Mutual Interest=Personal + Shared investment
Both then went over guidelines for the discussion:
-Use “I” statements
-Intent vs. Impact
-Lean In and embrace discomfort, empathy, and connection
After the introduction, Jason and Derek led the group in a facilitated activity:
Close your eyes if you feel comfortable and think back to a time in your life where you’ve experienced pain. When was this experience? Where were you? Who were you with? How did you respond? How might you respond differently? And what kept you going, what kept you moving towards a positive resolution?
These questions provided a foundation for exploring participants' personal investment in working towards ending racism. When engaging in anti-racism work gets difficult or painful, what can keep you going? What does mutual interest look like?
Participants, namely white participants, shared the ways in which racism affects their personal lives and prevents learning, relationships, and understanding. Participants of color shared the ways ins which racism impacts their familial relaitonships. One participant qualified racism as a "distraction" and did not want her child to have to navigate the distractions to success that racism poses. Another mother expressed that racism and police brutality makes her question her children's safety, especially that of her sons.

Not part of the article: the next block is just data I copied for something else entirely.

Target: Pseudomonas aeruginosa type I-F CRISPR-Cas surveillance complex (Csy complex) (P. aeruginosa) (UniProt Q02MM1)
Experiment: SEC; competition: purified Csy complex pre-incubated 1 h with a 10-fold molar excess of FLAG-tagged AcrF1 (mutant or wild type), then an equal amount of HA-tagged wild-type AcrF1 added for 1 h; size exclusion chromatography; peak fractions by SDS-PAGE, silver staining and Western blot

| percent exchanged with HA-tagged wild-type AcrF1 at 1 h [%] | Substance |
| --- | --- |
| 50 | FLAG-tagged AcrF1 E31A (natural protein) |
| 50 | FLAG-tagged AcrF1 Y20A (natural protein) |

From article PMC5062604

Derek explained that when he has these conversations with mainly white audiences, participants characterize their investment in anti-racism work as intellectual. Participants for example say, "Racism impairs our ability to get to know one each other or to get to learn from each other." Yet, when he has these conversations with mainly people of color, reasons for involvement in anti-racism work is more emotional and about survival. Derek posed that we need to work to identify emotional reasons, not just intellectual, to be invested in anti-racism work. For example, Jason exclaimed that as a white person he feels as if his humanity cannot be fully realized if the humanity of others is oppressed. It is from this perspective where he then begins his work.
Both Jason and Derek left participants with a challenge to examine their inner circle of friends and family and have conversations about race, privilege, power, and racism. It is in these personal relationships where change can be made.
Were you at the discussion? Have anything to add? What does mutual interest look like? How can both people of color and white people work together to end racism? How does ending racism benefit everyone? Share your thoughts below!
Join us tomorrow for the final Stowe Salon at Lunch for the summer! In honor of back to school season, we'll be discussing school integration and segregation. Check out these two pieces for background information! Class Notes: What's really at stake when a school closes by Jelani Cobb, and The Problem We All Live With, from This American Life.